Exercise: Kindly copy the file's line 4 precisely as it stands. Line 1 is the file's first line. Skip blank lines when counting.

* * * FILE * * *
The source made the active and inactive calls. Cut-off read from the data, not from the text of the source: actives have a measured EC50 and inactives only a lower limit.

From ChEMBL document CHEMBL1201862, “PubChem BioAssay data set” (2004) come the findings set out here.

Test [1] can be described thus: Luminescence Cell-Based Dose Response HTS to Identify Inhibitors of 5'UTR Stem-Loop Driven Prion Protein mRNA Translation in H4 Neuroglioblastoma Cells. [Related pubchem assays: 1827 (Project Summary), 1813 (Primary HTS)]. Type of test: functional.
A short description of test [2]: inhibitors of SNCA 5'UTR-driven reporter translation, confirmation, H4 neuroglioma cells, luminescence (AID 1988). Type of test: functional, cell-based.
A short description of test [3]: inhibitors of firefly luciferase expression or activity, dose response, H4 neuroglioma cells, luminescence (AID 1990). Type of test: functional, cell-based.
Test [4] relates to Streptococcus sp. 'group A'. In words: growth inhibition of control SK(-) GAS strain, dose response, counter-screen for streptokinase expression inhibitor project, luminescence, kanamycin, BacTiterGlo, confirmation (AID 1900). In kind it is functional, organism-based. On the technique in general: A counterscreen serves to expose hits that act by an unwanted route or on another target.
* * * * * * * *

A short description of test [2]: inhibitors of SNCA 5'UTR-driven reporter translation, confirmation, H4 neuroglioma cells, luminescence (AID 1988). Type of test: functional, cell-based.